+ Recommended – R, Horror, Slasher (106 minutes)
The long awaited, direct sequel to John Carpenter’s 1978 horror classic is finally in theaters to quench your thirst for spooky season. There was, and still is, a lot of pressure riding on the back of director David Gordon Green to deliver a solid follow-up to the first movie, as much of the previously established lore has been discarded. Fans are undoubtedly excited for this sequel, as the movie grossed $7.7 million dollars on its Thursday preview night; not too shabby, but my prediction of a $100 million opening has been squandered. After the nostalgia runs dry and everyone goes home to reflect upon the events of this new installment, fans will likely be divided on some of the creative choices Green and co-writer Danny McBride made.
After 40 years, Laurie Strode (Jamie Lee Curtis) will finally come face-to-face with Michael Myers, the shape who murdered her friends and caused many years of post-traumatic stress for Strode and her family. No one in Haddonfield really takes Strode seriously, though, not even her daughter Karen (Judy Greer) or granddaughter Allyson (Andi Matichak). In ways, Halloween (2018) feels very reminiscent of Terminator 2: Judgement Day: there is a strong female lead, whom nobody believes, fighting an invisible fight–waiting on a single event that shes been preparing for all her life. It’s Laurie’s struggle with PTSD and the baggage between her and Michael that separate Halloween (2018) from any other generic slasher flick, but this wouldn’t have been possible without Carpenter’s original to work off of, and the team behind this direct sequel acknowledge that.
Even though Laurie is very prominent in the marketing, overall she’s underused. In fact, nearly ever character seems underused. Halloween (2018) progresses very much like a present-day film: the characters can’t quite keep up with the pace. And when each actor has extraordinary talent, it’s frustrating when the script rapidly transitions from one scene to another. In most cases, faster pace won’t have too much of a negative impact on the story but it can be frustrating when a story has many likable characters and a short run-time; the film’s run-time is 1 hour and 46 minutes. There simply isn’t enough time with Laurie, with Karen and Allyson, or even with Michael, really–leading me to feel, especially after reflecting upon the film, like it was unfocused. One scene in particular, and you’ll know it when you see it, will either make or break your immersion: for me, the immersion was shredded, but only temporarily.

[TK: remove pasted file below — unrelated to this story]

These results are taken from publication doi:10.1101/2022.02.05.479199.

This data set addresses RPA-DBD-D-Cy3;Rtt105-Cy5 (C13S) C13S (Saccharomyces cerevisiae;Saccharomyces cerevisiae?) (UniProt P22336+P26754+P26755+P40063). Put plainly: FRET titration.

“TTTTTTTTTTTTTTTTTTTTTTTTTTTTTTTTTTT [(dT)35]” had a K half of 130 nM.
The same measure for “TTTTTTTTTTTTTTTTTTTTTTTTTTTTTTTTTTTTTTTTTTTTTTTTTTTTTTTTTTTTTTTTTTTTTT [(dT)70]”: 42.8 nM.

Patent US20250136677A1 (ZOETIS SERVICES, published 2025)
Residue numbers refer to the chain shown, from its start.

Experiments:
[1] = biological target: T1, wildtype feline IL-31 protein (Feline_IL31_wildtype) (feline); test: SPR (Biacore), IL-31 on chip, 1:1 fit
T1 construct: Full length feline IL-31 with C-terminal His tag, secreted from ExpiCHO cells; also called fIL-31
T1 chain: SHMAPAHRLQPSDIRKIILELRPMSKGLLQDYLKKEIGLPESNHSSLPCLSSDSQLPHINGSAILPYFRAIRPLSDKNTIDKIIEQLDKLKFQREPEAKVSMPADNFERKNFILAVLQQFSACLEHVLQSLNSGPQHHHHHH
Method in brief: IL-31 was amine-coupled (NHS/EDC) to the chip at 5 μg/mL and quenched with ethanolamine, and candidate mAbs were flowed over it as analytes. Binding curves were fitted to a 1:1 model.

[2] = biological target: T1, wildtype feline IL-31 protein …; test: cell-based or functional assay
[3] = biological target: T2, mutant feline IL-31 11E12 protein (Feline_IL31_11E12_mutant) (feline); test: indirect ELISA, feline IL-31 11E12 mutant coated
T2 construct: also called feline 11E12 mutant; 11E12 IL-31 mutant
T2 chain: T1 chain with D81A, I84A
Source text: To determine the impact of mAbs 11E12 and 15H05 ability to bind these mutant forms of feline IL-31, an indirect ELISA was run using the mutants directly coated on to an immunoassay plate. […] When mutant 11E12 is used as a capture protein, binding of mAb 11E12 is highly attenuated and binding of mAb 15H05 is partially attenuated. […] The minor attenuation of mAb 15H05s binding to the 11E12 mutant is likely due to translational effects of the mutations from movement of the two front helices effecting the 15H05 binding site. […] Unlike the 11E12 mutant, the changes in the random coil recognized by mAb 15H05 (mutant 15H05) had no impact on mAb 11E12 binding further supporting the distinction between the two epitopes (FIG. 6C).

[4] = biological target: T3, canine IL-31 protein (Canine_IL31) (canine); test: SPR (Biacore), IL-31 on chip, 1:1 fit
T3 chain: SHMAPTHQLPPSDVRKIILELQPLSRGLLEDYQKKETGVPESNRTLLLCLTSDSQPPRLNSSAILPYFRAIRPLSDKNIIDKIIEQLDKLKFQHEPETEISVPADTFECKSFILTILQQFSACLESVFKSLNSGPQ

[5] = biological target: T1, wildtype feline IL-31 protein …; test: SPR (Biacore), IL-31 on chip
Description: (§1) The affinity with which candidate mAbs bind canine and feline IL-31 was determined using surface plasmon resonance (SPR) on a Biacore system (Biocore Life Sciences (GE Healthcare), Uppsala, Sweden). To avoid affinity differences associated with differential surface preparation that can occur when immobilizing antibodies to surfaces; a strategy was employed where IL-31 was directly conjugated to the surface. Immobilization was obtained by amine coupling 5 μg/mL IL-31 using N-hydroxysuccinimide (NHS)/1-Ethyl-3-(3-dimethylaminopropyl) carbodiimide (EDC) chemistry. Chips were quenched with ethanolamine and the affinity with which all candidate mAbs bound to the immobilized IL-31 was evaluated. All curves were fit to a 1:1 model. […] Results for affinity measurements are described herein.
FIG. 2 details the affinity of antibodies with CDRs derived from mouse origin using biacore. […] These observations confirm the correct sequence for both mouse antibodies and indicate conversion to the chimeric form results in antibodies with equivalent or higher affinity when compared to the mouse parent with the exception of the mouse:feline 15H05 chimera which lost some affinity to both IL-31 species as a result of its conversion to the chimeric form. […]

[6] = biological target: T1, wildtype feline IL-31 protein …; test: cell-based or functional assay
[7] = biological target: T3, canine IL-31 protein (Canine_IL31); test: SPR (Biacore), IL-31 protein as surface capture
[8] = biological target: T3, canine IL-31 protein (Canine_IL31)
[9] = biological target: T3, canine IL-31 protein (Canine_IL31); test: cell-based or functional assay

Halloween (2018) isn’t a bad movie, or even one that could be described as just “okay.” It’s good. It’s damn good. A highly entertaining slasher flick, directly related to a horror classic, that has been re-imagined for a new audience while maintaining certain elements of the original that make the property unique. Everything from Michael Simmonds’ cinematography, which captures the absolutely menacing presence of The Shape, to the way in which James Jude Courtney and Nick Castle move among the shadows as Myers, are deeply effective. Carpenter’s score reignites the classic atmosphere of the original, but it’s the meta dialogue from Green and McBride that freshen the stink from the word “reboot.”
In all honesty, I’m going to need to make a trip back to the theater for another screening of Halloween (2018), before I decide on a definitive ranking of the franchise. For now, all I can be certain of is that I like it more than most of the sequels, but I do have a soft spot for Halloween H20: 20 Years Later. And in many ways, Halloween (2018) is a mix between the original and H20. But what I am sure of, is that Rob Zombie’s remakes pale in comparison to what Green and McBride made here. This is a good movie to watch in a packed theatre around Halloween time, or really anytime in October. Take your friends out, take your girlfriend out, take your parents, who love the original, out to see the new movie. It’ll be worth your time and your money.